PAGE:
Osprey's F9F Panther Units of the Korean War


Warren Thompson


Osprey Publishing


$22.95 MSRP


Scott Van Aken

Notes: 96 pages, 7 x 9 inches, softbound
ISBN: 978-1-78200-350-2

The first fleet-wide American jet Naval fighter was the F9F Panther. Though the FJ-1 Fury preceded it in terms of carrier use, it was built in very small numbers and used only by a single fleet squadron. The Panther was pretty much the mainstay jet for carrier units during the opening phases of the Korean war, though it was joined later by the F2H Banshee.

The Panther racked up several 'firsts' in the Korean war thanks to the rapidity of which the USS Valley Forge was able to get into action. Just a week after the North Korean invasion, VF-51 was able to perform the Navy's first jet combat mission and to shoot down its first enemy aircraft, a Yak-9. The Panther was pretty much king of the skies over North Korea as the USAF's F-80s did not have the range to reach deep into North Korea. In truth, were not US carriers able to operate so close to North Korea, the Panthers wouldn't have been able to reach many of the targets as jets were very much range hampered due to their early fuel-thirsty engines. Still, operating off the west coast of North Korea, they were able to range over the entire country.

When the MiG-15 appeared, it was pretty much the end of the Panther or any other straight wing jet in terms of air to air combat. It doesn't mean that the Panther did not snag a MiG from time to time, but the Navy concentrated on ground attack missions as the US pretty much had air superiority after the first months of the war. In fact, Royce Williams was able to shoot down four MiG-15s in one action. Unfortunately for Royce, he was only allowed to officially be credited with one destroyed and one probable. This was due to the MiGs being flown from Vladivostok and piloted by Russians. He was told after the action to say nothing about it for fear of reprisals from the Soviets. In actuality, he had shot down three in combat and the fourth was so heavily damaged that it crashed later.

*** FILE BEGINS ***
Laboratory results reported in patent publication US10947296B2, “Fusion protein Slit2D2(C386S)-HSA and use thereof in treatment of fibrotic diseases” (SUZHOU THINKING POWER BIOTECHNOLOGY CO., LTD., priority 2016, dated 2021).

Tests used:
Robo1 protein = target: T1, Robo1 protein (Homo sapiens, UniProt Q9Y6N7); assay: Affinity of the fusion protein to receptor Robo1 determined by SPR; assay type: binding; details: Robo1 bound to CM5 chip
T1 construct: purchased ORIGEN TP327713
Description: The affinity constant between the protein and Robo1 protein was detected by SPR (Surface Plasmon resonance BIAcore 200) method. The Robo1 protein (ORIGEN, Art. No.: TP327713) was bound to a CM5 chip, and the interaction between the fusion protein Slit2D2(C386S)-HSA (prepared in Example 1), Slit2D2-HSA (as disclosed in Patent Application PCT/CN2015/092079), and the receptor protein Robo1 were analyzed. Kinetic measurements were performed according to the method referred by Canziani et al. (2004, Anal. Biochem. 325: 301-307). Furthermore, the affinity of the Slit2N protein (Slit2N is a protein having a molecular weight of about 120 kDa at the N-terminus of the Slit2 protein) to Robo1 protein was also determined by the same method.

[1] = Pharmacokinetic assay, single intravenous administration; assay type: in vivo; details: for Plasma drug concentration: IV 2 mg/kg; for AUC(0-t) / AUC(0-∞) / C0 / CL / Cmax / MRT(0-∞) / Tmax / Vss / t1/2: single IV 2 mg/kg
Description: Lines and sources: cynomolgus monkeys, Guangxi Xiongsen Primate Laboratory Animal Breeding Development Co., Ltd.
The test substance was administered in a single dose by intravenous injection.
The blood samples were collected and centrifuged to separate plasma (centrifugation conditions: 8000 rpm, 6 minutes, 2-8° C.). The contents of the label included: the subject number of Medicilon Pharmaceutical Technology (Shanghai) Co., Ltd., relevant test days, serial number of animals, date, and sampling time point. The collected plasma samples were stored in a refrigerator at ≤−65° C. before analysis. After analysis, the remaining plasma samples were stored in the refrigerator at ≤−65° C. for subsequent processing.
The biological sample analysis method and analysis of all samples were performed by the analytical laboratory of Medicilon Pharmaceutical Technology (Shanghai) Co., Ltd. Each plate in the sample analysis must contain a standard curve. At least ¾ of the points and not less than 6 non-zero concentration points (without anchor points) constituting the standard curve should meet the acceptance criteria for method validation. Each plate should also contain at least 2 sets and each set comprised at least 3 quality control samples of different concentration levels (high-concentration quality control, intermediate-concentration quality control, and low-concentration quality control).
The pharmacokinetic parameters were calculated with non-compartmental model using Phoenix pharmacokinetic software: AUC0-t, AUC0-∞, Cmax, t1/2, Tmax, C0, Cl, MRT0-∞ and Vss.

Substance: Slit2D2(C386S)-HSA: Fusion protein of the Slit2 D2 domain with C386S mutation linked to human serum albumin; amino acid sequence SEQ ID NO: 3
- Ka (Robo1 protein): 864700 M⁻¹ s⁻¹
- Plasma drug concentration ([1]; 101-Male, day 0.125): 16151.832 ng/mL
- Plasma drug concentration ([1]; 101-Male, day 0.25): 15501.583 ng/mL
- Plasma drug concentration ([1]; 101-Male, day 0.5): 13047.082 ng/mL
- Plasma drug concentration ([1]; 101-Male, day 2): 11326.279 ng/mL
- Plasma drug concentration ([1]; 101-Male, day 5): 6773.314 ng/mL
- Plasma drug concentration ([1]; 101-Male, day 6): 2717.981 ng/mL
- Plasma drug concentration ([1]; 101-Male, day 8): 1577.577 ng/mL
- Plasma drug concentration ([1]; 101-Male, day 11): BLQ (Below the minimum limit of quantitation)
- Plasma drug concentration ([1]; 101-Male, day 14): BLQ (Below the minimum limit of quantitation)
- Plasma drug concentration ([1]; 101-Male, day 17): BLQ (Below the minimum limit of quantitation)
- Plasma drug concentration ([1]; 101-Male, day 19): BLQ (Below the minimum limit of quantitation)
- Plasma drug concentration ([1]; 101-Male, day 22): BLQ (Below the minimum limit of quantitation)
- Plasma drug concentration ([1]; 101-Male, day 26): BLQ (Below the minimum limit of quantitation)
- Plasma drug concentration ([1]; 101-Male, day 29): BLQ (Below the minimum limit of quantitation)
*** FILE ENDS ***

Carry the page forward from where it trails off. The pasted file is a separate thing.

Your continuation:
It was not only the Navy that flew Panthers during Korea, but also the Marines, who flew them with VMF-115 and VMF-311. These units were also flying the later F9F-4, but due to issues with the -4, requested replacement with older -2Bs, which was done for the most part, though some units flew both types. The benefit of these ground based units was that they could carry a larger payload. Carrier based planes were load limited due to the distances they had to fly, but Marine units were quite near the front lines so could really load up on ordnance. In all, 32 USN and USMC squadron deployments occurred during the Korean war, making the Panther the most widely used Naval jet fighter of the war.

In this book by author Warren Thompson, each squadron that deployed to Korea is covered, relating some of the highlights of each cruise. This means quite a few pilot stories as well as a goodly number of excellent period photo of the planes and pilots, many of these in full color. In addition, there are several pages of full color profiles. A list of ship deployments as well as aircraft losses are included in the appendicies.

If you are an enthusiast of the Korean War or the Panther, then this is a must have book for you. It is well researched and also reads well. Highly recommended.

July 2014

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